For more information about Royal Holloway, please see this promotional video. To see a promotional video for the MA Consumption, Markets & Culture see here. To see a promotional video for the Royal Holloway School of Management, click here.

For more information about the Royal Holloway MA Marketing and MA Consumption, Culture & Marketing and the application process see here.

To get an understanding of the unique values that underly the MA Marketing and MA Consumption, Culture & Marketing programme please read these blog posts: Value of Scholarly Values, Importance of Reading and Morris Holbrook and Business Interest in Education.

Monday, 18 March 2013

New Master of Art in Consumption, Culture & Marketing at Royal Holloway

This year we launch a new Master of Art programme in Consumption, Culture & Marketing which marks a collaboration between sociology and marketing faculty at Royal Holloway. This is an innovative inter-disciplinary programme that adopts a unique positioning in relation to the studying of lives under conditions of mass-consumption, brand culture and marketing.

The Master of Art programme has two core modules in Consumers & Brands and the Sociology of Consumption. Both courses seek to equip students with deep understandings of core sociological theory and insights into how to think through theoretically the impact of life as a consumer. As the year proceeds, students select from a range of further modules which cover such subjects as social media, advertising, risk, youth culture, popular music consumption and the role of technology in everyday consumer life. Students will be required to write a dissertation and will be trained in a range of qualitative research methods from ethnography to social media analysis.

Whilst this programme is fundamentally interested in marketing, we are interested in marketing because we recognise its role as both a driver of culture and economy but also as a meaning system which provides us ways of seeing and making sense of transformations in culture and economy. For example, we note the increasing prevalence of marketing-speak and its saturation of everyday living - note how we are encouraged to think of ourselves as a brand to which value must be added, how universities and hospitals are thought of as places where consumers experience service and note how the CV or resume becomes a resource for commodifying our interests and life history as something which makes us more enticing for a would be buyer (i.e. a prospective employer). Note how marketing logic has been extended into dating and romance with websites encouraging people to synoposise personalities as biodata, a representation of human capital intended to be sold in the market of life. All of these social phenomena remind us that we live in an age in which the logic of marketing and consumption is not just something that exists externally, in marketing head offices of large American firms or in advertising breaks on television, but rather that marketing is now part of our daily practices and vocabulary. That is to say that we participate in marketing by marketing ourselves and we incorporate and internalise the logic of consumption into all sorts of ordinary, routine and everyday ways of being and our sense of  identity: we live in and are subjects of a consumer society.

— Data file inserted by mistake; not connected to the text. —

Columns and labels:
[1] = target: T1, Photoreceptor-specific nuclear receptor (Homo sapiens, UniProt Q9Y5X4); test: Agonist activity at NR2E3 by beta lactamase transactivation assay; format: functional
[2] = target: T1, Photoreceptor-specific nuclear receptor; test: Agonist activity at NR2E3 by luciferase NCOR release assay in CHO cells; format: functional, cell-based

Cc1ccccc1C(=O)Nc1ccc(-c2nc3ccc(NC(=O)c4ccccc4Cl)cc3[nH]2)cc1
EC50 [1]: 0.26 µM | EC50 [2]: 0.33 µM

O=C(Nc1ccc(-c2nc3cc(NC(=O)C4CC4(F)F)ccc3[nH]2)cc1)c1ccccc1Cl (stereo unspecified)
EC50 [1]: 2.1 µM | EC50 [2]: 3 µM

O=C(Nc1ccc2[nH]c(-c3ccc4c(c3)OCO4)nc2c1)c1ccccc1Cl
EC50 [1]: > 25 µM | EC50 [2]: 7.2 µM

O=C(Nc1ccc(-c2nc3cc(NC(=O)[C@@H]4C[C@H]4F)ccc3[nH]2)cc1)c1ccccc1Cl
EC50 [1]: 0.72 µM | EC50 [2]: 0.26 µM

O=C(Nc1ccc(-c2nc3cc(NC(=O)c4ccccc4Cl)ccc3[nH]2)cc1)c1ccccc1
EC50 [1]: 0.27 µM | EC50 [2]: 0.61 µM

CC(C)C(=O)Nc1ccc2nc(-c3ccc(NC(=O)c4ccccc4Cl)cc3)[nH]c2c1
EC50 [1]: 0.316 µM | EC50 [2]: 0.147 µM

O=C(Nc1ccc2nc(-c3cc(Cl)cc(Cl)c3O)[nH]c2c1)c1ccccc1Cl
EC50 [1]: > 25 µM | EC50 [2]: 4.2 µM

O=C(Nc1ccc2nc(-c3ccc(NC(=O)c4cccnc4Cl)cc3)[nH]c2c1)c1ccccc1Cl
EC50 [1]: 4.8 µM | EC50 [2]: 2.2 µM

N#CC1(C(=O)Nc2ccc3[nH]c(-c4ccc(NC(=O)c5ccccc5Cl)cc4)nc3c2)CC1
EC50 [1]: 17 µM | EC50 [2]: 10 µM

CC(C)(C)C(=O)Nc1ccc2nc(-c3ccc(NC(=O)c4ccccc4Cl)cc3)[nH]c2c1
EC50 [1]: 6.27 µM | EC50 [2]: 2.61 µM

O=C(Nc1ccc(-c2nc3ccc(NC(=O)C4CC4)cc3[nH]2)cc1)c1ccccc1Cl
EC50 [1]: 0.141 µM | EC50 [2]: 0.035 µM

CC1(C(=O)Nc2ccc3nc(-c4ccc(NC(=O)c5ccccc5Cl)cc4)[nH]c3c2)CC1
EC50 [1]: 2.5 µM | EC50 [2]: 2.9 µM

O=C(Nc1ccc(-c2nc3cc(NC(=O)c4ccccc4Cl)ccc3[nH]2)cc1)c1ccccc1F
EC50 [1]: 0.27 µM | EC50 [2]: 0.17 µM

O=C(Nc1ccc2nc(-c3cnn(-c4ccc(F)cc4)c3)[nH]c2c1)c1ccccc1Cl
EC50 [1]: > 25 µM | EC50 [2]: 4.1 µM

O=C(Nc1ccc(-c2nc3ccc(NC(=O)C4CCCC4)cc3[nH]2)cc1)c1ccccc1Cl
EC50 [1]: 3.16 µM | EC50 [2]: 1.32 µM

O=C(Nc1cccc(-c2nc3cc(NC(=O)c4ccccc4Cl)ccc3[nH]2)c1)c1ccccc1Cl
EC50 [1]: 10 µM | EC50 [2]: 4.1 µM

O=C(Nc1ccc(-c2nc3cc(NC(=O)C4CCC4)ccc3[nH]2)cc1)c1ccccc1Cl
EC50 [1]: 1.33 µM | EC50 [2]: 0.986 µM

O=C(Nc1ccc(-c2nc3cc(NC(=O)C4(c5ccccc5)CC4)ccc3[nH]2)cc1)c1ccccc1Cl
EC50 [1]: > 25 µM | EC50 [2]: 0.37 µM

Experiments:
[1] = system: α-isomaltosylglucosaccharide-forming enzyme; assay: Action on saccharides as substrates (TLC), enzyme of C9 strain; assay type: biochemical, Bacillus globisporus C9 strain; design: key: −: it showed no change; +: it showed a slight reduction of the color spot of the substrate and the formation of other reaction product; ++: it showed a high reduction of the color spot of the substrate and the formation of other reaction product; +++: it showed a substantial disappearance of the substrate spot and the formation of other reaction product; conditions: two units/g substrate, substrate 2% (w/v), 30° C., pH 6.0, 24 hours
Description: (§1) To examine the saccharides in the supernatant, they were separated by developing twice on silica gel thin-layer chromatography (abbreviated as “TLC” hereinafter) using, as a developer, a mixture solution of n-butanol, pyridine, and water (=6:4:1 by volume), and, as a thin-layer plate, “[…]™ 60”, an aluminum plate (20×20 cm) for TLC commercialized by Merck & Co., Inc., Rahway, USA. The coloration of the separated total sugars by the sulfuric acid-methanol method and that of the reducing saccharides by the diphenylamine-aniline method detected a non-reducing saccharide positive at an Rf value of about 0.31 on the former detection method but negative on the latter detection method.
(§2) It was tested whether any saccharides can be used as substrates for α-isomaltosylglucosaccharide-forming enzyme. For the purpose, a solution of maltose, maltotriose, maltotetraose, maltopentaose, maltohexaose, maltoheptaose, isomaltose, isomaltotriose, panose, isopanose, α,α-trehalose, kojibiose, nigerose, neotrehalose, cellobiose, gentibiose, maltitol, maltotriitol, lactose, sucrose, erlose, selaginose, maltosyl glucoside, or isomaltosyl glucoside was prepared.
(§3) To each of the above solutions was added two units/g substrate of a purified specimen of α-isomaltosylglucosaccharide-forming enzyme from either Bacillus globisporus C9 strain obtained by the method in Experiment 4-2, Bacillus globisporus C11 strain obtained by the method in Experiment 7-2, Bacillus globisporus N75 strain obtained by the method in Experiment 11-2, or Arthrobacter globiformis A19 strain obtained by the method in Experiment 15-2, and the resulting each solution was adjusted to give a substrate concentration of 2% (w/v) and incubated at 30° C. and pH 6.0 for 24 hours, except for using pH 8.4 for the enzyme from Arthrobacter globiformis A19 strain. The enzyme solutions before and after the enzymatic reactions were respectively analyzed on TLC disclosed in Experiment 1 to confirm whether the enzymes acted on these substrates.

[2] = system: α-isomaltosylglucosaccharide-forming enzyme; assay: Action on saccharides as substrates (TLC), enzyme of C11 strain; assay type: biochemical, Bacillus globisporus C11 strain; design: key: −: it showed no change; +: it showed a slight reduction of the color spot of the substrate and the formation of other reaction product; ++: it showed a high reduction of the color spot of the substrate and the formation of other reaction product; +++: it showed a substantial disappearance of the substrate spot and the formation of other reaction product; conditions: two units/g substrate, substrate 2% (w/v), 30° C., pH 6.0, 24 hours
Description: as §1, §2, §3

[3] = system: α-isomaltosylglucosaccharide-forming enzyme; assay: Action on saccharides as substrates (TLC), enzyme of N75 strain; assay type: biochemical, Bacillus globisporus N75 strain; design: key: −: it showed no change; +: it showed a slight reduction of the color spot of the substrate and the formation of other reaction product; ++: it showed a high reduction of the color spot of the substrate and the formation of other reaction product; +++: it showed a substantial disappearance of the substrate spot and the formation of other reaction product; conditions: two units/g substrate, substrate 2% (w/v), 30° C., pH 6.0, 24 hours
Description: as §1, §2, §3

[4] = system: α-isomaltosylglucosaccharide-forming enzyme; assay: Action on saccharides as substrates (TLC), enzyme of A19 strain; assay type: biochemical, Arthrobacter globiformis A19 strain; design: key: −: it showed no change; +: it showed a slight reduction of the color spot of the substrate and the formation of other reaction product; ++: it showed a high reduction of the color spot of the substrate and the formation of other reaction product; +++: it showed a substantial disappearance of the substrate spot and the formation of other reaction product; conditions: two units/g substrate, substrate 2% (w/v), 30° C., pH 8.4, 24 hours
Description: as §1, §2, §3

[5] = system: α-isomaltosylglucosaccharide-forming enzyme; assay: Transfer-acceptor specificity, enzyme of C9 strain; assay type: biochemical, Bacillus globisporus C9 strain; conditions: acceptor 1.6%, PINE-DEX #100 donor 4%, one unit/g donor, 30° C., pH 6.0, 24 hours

We might also question why critical images of consumerism are so often gendered

The MA Consumption, Culture & Marketing wants to understand life in these conditions. We pose the questions of what politics, meanings and new ways of being emerge. We ask these questions, not on behalf of industry, but on behalf of ourselves as subjects of a consumer society. We ask; is this a good life? What are the horizons of possibility that such a life holds? In whose interest does this orientation serve and what forms of collateral risk occur?